NC Budget and Tax Center

New Report: How to grow an economy that works for all

Folks interested in economic development policy should check out a new report released by the Budget and Tax Center today.  As discussed in the report, the state needs a fresh approach to creating jobs and growing the economy—an updated economic development strategy that fits the demands and challenges of the 21st century. At the heart of this new approach, the primary goal for the state’s economic development efforts should be achieving growth in median household income.

The fundamental challenge facing North Carolina’s economy in the first decades of the 21st century is how to replace rapidly vanishing jobs in declining manufacturing industries with jobs in growing industries that pay enough to allow workers and their families to make ends meet and achieve middle class prosperity.

To meet this challenge, the state should refocus its economic development goals to not just to promote “growth” for its own sake, but to ensure that as many people and regions as possible benefit from growth.  As a result, North Carolina should adopt an integrated, “all-of-the-above” approach to economic development, one that leverages the state’s existing assets and strategies—such as its top-notch research universities and regional clusters of thriving industries like pharmaceutical manufacturing—to support all types of business growth. This involves the expansion of existing businesses and the creation of new homegrown businesses, alongside strategies for attracting outside businesses to the state.

This involves fostering businesses in industry clusters that are not only expanding, but that also pay high wages and offer good benefits, and to target those efforts to the regions of the state that lagging behind.

Finally, a 21st century strategy requires 21st century ways of measuring whether that strategy is succeeding. As a result, policymakers need to use a broader range of indicators beyond economic growth— including median household income and poverty rates—that reflect changes in the standard of living and the ability of families to prosper in the 21st century.

For more details, see the report.

9 Comments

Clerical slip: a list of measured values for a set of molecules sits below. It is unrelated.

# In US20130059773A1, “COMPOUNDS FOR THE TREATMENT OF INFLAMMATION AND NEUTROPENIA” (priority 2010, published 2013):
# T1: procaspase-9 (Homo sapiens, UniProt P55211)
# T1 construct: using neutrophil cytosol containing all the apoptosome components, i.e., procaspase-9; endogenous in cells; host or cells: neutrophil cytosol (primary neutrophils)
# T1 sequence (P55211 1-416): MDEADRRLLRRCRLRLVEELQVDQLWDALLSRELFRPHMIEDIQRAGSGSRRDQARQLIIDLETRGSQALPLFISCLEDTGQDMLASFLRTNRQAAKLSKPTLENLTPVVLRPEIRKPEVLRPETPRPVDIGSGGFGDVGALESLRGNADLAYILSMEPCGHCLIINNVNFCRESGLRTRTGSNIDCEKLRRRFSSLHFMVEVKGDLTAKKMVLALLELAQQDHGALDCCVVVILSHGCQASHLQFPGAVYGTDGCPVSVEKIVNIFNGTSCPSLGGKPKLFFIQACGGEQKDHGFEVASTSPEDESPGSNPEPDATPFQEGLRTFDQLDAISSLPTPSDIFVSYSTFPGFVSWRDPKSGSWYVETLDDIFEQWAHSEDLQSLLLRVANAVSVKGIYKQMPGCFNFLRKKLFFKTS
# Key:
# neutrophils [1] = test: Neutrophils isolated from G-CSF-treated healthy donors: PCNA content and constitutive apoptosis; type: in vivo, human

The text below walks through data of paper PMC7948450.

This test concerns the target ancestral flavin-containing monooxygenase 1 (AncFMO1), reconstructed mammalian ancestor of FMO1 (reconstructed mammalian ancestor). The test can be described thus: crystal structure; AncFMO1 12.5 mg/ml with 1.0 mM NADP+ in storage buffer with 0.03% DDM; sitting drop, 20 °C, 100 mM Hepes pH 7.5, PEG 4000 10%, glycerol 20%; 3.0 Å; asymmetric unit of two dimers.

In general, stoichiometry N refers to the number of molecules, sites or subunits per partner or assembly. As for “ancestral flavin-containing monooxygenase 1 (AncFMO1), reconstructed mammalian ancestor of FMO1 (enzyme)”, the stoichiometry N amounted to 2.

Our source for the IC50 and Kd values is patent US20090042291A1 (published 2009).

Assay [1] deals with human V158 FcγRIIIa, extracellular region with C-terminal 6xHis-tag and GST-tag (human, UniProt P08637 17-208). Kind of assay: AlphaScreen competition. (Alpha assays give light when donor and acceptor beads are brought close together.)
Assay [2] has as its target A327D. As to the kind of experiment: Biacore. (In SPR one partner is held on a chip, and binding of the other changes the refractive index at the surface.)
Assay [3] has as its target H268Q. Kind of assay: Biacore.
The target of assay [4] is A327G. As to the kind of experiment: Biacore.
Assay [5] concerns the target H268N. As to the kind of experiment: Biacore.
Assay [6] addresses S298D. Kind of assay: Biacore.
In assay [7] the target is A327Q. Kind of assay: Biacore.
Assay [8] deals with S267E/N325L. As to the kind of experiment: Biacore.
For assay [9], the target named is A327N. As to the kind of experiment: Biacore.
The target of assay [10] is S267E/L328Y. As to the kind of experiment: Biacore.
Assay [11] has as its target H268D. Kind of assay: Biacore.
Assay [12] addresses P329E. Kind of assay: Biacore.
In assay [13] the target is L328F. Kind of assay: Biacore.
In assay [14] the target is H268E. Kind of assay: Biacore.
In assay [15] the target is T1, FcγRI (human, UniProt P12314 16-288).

1. Single Payer Action

    October 24, 2013 at 6:43 pm

    isnt pharmaceutical manufacturing in North Carolina dominated by transnational corporations who are gouging the public??

  2. Single Payer Action

    October 24, 2013 at 6:44 pm

  3. NitWitCharmer

    October 24, 2013 at 6:58 pm

    I understand there is a rapidly growing contingent of employed individuals as a result of horizontal fracking.

    I also understand that NC is blessed with reserves of clean burning natural gas that can be accessed with the technology.

    It would certainly be a disappointment if our state were to turn its back on so many jobs.

  4. Alan

    October 24, 2013 at 7:14 pm

    NWC,

    So why not add the 1000 or so jobs that Grand Wizard McCrory stated would be needed to operate an expanded Medicaid system? Assuming of course, you’re actually concerned about the lack of jobs in the state, vs. campaigning for your paymasters? If the latter, then that would be very unAmerican of you.

  5. david esmay

    October 24, 2013 at 7:34 pm

    Judging by his comments, the NitWit is a victim of full frontal lobel fracking.

  6. Alan

    October 24, 2013 at 7:46 pm

    You can get oil from a vacuum?

  7. NitWitCharmer

    October 24, 2013 at 8:39 pm

    Well, a can’t state that rejects fracking related jobs and the supporting jobs that incurred via support for the working if it says no to clean energy.

  8. Alan

    October 25, 2013 at 10:35 am

    Alphabet soup anyone?

  9. NitWitCharmer

    October 25, 2013 at 3:21 pm

    That it was, Alan.

    My apologies.

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